I’ve arrived early, but still not early enough for these busy designers. I make my way through the makeup gurus to the very back where Nusha Blaszczyk of Toja Fashion is sitting, sewing finishing touches on a light pink top in what appears to be a closet. She asks if it’s okay to keep sewing, to which I heartily agreed. I can immediately tell she’s such a sweet soul.
A: How did you get started in the fashion industry?
N: I’ve been, um, designing since, well sewing since I was eleven or twelve.
We laugh as I inadvertently stole one of the makeup artists’ chairs and she politely asks for it back.
A: What made you decide to pursue this professionally instead of just a passion?
N: Um, so yeah actually I was born and raised in Japan, and um, my father—
“Do not give up. Keep working for your dream”
One of the staff members lets Nushia know the models are doing their walk if she wants to watch, and we walk and talk on our way up to the runway.
N: —yeah so my father sent me to Pakistan to his sister so I can learn about this culture at age ten, uh so over there my aunt was sewing and um, you know, it’s very strict culture over there, you can’t really go out and stuff so that became my hobby. I started to learn from her. And over there it’s a big thing to go buy your fabric on your own and get it sewn by tailors, get embroideries—this is like a huge thing in Pakistan. So yeah so that’s how it started and when I came to the US, I got married, and I found out in um, community college—I already had three kids—there’s classes you can take and I didn’t know it. So it’s been about 18 years since I’m done with school.
A: What made you want to do fashion shows in the Midwest versus other fashion shows like NYFW or west coast shows?
N: Well at the time I was raising, you know four kids and last December I started to showcase my work. I was contacted or put in contact with Berny, like something from Instagram or he saw it or something from when they had a show in Chicago.
A: What’s your most favorite part of fashion shows?
N: Uh, I just love to create and I love seeing the girls enjoying the show. I love to see the outfits on the girls and their reactions of it.
A: What’s your most favorite design you’ve ever made?
N: I love the work that I did in my school because those are more free. I don’t have to worry about if actually anybody is going to wear it. I have to think about that for this so it has to be something that people can actually wear. In New York I was in fashion week and it was amazing.
A: What would you tell someone who is just starting out in the fashion industry?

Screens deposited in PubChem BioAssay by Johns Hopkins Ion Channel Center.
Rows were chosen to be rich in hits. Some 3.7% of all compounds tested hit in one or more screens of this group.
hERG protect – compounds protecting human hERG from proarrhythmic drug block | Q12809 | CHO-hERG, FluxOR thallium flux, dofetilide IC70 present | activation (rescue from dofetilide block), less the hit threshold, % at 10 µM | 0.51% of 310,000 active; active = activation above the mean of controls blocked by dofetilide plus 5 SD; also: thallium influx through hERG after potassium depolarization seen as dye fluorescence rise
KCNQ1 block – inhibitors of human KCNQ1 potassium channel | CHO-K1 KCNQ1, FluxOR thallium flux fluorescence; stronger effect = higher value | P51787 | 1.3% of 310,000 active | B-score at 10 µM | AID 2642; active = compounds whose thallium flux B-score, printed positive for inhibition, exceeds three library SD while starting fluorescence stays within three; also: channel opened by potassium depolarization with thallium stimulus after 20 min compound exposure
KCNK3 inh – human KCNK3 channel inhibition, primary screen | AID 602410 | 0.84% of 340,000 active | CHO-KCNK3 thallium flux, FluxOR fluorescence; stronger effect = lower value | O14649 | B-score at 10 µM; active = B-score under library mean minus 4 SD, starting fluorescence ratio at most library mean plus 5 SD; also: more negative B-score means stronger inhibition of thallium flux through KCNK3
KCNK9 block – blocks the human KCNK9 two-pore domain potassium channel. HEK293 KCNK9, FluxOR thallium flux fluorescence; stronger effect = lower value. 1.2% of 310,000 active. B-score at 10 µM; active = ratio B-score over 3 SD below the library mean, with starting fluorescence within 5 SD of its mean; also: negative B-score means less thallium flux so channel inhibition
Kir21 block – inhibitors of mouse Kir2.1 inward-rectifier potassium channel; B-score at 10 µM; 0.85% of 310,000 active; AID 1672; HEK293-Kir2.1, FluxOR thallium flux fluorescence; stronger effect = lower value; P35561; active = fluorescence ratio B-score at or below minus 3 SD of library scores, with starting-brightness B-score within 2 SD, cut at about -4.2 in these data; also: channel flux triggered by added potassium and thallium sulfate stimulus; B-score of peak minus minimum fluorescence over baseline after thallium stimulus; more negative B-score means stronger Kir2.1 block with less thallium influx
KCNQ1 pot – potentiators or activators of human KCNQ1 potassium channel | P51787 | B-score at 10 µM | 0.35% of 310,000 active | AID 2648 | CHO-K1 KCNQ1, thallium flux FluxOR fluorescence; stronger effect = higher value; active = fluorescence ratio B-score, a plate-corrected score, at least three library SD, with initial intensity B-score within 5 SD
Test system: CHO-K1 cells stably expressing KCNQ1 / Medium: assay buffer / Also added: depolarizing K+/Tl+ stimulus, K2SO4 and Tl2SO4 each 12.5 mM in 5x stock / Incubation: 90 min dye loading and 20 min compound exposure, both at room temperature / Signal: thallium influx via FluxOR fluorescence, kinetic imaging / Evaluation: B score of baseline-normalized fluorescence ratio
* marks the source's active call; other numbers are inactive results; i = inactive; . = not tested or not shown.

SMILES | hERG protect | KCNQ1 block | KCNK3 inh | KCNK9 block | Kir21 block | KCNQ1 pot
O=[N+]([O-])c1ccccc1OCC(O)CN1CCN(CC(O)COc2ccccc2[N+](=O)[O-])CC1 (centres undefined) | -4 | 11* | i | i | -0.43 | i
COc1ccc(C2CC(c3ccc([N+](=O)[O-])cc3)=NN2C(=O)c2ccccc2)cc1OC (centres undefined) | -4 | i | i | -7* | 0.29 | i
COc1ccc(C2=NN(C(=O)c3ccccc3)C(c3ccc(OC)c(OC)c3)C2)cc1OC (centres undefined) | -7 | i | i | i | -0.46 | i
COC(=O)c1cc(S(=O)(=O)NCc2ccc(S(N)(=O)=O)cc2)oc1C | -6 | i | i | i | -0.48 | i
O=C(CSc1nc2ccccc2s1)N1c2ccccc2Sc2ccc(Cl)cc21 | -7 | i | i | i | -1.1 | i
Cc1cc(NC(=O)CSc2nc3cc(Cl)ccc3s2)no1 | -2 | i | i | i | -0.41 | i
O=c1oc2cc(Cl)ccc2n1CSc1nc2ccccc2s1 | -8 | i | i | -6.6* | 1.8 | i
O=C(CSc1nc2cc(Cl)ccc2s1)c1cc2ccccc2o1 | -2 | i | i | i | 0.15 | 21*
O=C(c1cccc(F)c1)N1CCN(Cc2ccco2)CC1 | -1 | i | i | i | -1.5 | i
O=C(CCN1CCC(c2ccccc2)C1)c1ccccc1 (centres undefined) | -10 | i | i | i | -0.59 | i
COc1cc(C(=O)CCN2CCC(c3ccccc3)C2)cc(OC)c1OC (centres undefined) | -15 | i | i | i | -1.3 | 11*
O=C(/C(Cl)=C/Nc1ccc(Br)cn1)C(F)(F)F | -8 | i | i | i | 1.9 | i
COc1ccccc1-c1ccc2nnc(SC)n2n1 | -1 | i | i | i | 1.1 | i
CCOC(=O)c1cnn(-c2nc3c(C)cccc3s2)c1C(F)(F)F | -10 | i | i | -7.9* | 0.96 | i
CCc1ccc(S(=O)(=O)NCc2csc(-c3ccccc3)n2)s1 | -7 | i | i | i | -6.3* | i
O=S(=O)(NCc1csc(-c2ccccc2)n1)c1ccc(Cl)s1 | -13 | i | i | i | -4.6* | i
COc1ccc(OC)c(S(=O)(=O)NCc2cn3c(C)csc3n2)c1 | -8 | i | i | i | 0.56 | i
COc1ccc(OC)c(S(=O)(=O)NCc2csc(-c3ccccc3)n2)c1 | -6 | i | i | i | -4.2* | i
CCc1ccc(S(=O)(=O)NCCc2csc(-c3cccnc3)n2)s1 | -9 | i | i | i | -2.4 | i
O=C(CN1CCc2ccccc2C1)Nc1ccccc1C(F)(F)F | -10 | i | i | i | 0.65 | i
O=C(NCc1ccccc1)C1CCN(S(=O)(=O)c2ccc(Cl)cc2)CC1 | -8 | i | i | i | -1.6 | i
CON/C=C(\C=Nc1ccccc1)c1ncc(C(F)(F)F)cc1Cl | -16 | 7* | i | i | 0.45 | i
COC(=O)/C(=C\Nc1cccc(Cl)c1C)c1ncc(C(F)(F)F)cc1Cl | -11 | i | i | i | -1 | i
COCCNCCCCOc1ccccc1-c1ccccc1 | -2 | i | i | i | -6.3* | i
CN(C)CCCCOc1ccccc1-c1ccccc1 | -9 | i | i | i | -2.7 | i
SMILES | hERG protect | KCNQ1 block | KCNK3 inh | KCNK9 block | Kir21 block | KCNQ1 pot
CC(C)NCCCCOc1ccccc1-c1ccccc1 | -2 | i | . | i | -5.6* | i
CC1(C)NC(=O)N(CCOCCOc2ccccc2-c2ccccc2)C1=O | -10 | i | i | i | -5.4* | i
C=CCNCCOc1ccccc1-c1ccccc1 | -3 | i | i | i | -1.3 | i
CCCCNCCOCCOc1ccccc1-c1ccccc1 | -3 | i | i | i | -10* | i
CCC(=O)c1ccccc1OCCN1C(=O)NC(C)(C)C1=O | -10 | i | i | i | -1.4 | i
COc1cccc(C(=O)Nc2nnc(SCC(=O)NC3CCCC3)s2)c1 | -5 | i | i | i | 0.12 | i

N: Do not give up. Keep working for your dream.
The Emcee for the evening begins to talk to Nusha, so I thank her and make my way over to Berny Martin, owner of Personnage and Catou.
A: So what inspired you to get into the fashion industry?
B: Haters. No, I’m kidding. No, what inspired me to get into the fashion industry? Wow that’s a… huh. Anybody can do it with any career, you know.
A: But what motivated you?
B: What motivated me? I mean over the years it has changed. For me, I had the experience of traveling at very early on in my life. I’ve traveled since I was like 10 years old, you know, so I was always curious what people do, what they wear, what they assemble, and things like their mannerisms from one place to the other… or even one neighborhood to another neighborhood, you know? Especially because I grew up in Brooklyn. You know I remember a driving experience in how I was growing up there and it was always fashion like this, different neighborhoods, different cliques, different nationalities—Jewish, Black, Black Caribbean, Black African, black this, black that, black upper class. So I was motivated by that. And then when I went to Africa, I even got more motivated. Then you start to understand the prints, the language, the tribal, how they wear their clothes, and so on and so on. I started designing and I just wanted to represent that. People don’t understand when I’m designing, actually I’m talking language. As soon as like, someone put my clothes on, I can see their reaction. You know, how they feel in their bodies, the color probably, the cut probably, the design probably, I don’t know. But it plays with their psyche in a way, because I can see when they first walk in, even with models, when they first put the clothes on they realize the little details and they kind of move in it, yeah. And then another side of it I really enjoy is when I give my clothes to a stylist or another artist and then they flip the clothes into something else that is completely different from what I originally intended to do with it. And then I’m like, ‘Oh wow, sh*t, that completely blew my mind even further.’
A: What is your inspiration for this evening’s show?